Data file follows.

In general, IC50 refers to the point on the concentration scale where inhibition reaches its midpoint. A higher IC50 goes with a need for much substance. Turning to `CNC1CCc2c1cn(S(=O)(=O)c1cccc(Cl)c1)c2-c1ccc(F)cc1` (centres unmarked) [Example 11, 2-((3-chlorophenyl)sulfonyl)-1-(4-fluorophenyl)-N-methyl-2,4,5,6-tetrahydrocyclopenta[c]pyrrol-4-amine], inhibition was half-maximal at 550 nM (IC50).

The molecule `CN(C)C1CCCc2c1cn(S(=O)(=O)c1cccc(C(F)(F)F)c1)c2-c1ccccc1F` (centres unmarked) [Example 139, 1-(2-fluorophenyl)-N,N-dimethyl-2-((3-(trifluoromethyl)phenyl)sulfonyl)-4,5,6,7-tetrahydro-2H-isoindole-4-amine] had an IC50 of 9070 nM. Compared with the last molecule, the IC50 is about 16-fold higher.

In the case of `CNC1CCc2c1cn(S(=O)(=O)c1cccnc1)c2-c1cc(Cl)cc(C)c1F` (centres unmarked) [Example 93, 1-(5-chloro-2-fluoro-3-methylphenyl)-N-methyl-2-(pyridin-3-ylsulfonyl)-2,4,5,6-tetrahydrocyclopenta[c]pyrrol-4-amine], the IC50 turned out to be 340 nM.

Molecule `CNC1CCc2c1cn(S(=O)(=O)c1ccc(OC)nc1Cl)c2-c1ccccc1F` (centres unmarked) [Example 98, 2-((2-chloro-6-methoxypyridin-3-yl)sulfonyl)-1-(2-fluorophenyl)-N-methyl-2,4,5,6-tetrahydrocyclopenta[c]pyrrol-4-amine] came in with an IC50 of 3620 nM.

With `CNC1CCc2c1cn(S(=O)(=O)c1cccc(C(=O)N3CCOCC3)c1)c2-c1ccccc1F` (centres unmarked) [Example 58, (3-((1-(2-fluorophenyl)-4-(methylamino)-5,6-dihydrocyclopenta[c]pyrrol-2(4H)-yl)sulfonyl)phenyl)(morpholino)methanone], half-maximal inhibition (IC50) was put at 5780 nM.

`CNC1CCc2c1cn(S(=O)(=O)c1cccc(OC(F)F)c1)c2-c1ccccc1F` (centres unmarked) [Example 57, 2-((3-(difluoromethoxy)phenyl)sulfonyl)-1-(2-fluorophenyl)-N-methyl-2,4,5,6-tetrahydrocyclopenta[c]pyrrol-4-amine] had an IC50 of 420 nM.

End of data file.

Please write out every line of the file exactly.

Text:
In general, IC50 refers to the point on the concentration scale where inhibition reaches its midpoint. A higher IC50 goes with a need for much substance. Turning to `CNC1CCc2c1cn(S(=O)(=O)c1cccc(Cl)c1)c2-c1ccc(F)cc1` (centres unmarked) [Example 11, 2-((3-chlorophenyl)sulfonyl)-1-(4-fluorophenyl)-N-methyl-2,4,5,6-tetrahydrocyclopenta[c]pyrrol-4-amine], inhibition was half-maximal at 550 nM (IC50).

The molecule `CN(C)C1CCCc2c1cn(S(=O)(=O)c1cccc(C(F)(F)F)c1)c2-c1ccccc1F` (centres unmarked) [Example 139, 1-(2-fluorophenyl)-N,N-dimethyl-2-((3-(trifluoromethyl)phenyl)sulfonyl)-4,5,6,7-tetrahydro-2H-isoindole-4-amine] had an IC50 of 9070 nM. Compared with the last molecule, the IC50 is about 16-fold higher.

In the case of `CNC1CCc2c1cn(S(=O)(=O)c1cccnc1)c2-c1cc(Cl)cc(C)c1F` (centres unmarked) [Example 93, 1-(5-chloro-2-fluoro-3-methylphenyl)-N-methyl-2-(pyridin-3-ylsulfonyl)-2,4,5,6-tetrahydrocyclopenta[c]pyrrol-4-amine], the IC50 turned out to be 340 nM.

Molecule `CNC1CCc2c1cn(S(=O)(=O)c1ccc(OC)nc1Cl)c2-c1ccccc1F` (centres unmarked) [Example 98, 2-((2-chloro-6-methoxypyridin-3-yl)sulfonyl)-1-(2-fluorophenyl)-N-methyl-2,4,5,6-tetrahydrocyclopenta[c]pyrrol-4-amine] came in with an IC50 of 3620 nM.

With `CNC1CCc2c1cn(S(=O)(=O)c1cccc(C(=O)N3CCOCC3)c1)c2-c1ccccc1F` (centres unmarked) [Example 58, (3-((1-(2-fluorophenyl)-4-(methylamino)-5,6-dihydrocyclopenta[c]pyrrol-2(4H)-yl)sulfonyl)phenyl)(morpholino)methanone], half-maximal inhibition (IC50) was put at 5780 nM.

`CNC1CCc2c1cn(S(=O)(=O)c1cccc(OC(F)F)c1)c2-c1ccccc1F` (centres unmarked) [Example 57, 2-((3-(difluoromethoxy)phenyl)sulfonyl)-1-(2-fluorophenyl)-N-methyl-2,4,5,6-tetrahydrocyclopenta[c]pyrrol-4-amine] had an IC50 of 420 nM.